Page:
“By targeting those who are in support of childhood vaccinations with simple, fact-based information that is easy to share online, media and health organizations could create a contagion effect on social media, which could help change perceptions, attitudes, and possibly even vaccine-related behaviors, and might have implications for years to come.”McKeever et al on Silent Majority: Childhood Vaccinations and Antecedents to Communicative Action
And not just during outbreaks of measles!
More on Vaccines and Social Media
- VAXOPEDIA – Do Anti-Vaccine Parents Ever Change Their Minds?
- VAXOPEDIA – How Pediatricians Should Talk to Vaccine Hesitant Parents
- VAXOPEDIA – Anti-Vaccine Censorship on Facebook
- VAXOPEDIA – Vaccine Tweets to Remember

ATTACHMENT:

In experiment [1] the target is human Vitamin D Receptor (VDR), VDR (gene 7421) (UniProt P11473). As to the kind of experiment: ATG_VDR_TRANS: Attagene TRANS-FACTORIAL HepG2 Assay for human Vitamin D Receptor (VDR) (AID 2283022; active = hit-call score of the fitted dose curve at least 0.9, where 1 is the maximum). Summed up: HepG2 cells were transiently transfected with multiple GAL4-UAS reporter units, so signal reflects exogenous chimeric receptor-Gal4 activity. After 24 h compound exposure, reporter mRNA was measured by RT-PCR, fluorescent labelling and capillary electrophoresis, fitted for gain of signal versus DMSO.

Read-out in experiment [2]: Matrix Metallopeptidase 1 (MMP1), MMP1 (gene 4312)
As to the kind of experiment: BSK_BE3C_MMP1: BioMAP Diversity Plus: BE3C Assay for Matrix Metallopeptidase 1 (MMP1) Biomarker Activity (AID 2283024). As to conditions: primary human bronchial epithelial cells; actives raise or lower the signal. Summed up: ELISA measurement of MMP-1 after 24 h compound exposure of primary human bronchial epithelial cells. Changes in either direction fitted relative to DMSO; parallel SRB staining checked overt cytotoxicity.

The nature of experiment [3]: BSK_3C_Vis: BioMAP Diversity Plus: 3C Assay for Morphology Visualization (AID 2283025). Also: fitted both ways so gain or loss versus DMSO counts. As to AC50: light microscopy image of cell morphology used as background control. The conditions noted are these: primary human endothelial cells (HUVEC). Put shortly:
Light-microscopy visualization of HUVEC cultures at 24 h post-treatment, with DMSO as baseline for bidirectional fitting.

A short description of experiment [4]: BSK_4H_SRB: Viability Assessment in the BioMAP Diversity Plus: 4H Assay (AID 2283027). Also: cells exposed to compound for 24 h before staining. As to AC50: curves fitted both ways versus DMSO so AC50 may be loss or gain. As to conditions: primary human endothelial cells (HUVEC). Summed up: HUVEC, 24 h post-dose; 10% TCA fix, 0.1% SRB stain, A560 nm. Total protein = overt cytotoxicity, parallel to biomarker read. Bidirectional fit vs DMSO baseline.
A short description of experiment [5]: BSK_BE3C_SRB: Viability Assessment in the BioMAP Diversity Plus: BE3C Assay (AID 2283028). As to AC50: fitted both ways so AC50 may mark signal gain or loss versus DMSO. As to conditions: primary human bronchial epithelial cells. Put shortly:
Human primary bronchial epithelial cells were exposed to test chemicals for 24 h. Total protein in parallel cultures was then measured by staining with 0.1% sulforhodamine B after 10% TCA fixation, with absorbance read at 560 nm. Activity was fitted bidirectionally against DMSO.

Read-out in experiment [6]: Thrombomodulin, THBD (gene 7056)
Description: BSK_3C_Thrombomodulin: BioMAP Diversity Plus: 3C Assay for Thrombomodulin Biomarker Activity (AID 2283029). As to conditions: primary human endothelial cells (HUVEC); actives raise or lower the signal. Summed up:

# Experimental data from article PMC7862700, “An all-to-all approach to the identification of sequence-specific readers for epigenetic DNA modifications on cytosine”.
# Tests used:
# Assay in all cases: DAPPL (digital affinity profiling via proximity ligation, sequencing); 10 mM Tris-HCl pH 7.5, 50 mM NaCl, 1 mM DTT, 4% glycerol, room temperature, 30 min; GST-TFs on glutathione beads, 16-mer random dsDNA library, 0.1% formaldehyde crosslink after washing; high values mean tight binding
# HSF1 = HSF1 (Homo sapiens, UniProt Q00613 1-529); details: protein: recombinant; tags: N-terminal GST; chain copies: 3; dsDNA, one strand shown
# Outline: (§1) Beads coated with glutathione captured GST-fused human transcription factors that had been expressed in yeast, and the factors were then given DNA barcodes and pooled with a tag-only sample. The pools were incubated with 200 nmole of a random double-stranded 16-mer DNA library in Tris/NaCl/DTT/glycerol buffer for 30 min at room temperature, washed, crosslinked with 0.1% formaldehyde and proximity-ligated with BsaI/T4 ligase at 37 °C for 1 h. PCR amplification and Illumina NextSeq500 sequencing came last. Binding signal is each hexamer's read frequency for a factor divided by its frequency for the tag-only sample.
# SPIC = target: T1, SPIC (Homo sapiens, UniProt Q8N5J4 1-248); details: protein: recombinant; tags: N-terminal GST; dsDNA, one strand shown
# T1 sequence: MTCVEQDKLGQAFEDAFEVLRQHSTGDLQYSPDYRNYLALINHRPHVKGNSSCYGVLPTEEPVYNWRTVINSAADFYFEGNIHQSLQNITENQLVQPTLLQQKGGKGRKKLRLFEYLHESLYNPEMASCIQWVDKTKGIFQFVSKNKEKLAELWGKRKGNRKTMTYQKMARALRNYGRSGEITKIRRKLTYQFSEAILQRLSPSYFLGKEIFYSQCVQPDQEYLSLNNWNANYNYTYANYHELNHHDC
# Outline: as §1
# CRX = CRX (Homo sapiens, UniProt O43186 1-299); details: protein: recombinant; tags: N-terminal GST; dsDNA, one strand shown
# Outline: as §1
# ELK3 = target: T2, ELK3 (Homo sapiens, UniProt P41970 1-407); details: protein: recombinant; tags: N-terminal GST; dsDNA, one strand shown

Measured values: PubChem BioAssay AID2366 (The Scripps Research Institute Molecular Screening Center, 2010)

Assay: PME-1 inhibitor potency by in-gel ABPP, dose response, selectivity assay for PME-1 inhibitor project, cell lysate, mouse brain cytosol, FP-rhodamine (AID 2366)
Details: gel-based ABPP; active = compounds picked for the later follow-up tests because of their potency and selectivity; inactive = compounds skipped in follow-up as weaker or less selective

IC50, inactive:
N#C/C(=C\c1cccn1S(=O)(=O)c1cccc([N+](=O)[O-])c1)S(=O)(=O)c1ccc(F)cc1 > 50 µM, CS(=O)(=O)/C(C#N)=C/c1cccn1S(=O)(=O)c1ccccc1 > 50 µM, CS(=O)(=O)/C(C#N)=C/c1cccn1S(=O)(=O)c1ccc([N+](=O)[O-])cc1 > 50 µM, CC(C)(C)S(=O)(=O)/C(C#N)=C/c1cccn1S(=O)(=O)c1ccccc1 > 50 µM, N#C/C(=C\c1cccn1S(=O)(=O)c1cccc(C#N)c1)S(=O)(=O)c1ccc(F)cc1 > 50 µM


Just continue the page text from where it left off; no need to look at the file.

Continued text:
- VAXOPEDIA – Dear Anti-Vaxxers,
- VAXOPEDIA – When You Ask for Vaccine Advice in an Anti-Vaccine Facebook Group…
- VAXOPEDIA – 100 Myths About Vaccines
- VAXOPEDIA – Answers to Anti-Vaccine Talking Points
- VAXOPEDIA – 50 Ways to Get Educated About Vaccines
- VAXOPEDIA – Anti-Vaccine Points Refuted A Thousand Times
- CDC – Social Media Content
- The motives of anti-vaccine voices on social media
- Hashtag How Do I Social Media About Vaccines
- Engaging on Social Media about HPV
- How vaccine myths spread, and how amateurs using social media can be effective
- Study – Strategies for addressing vaccine hesitancy – A systematic review.
- Study– The Impact of Social Networks on Parents’ Vaccination Decisions
- Study – Finding Reliable Information About Vaccines
- Study – The overlooked dangers of anti-vaccination groups’ social media presence
- Study – Semantic network analysis of vaccine sentiment in online social media.
- Study – Weaponized Health Communication: Twitter Bots and Russian Trolls Amplify the Vaccine Debate.
- Study – What do popular YouTube videos say about vaccines?
- Study – On pins and needles: how vaccines are portrayed on Pinterest.
- Study – Associations Between Exposure to and Expression of Negative Opinions About Human Papillomavirus Vaccines on Social Media: An Observational Study.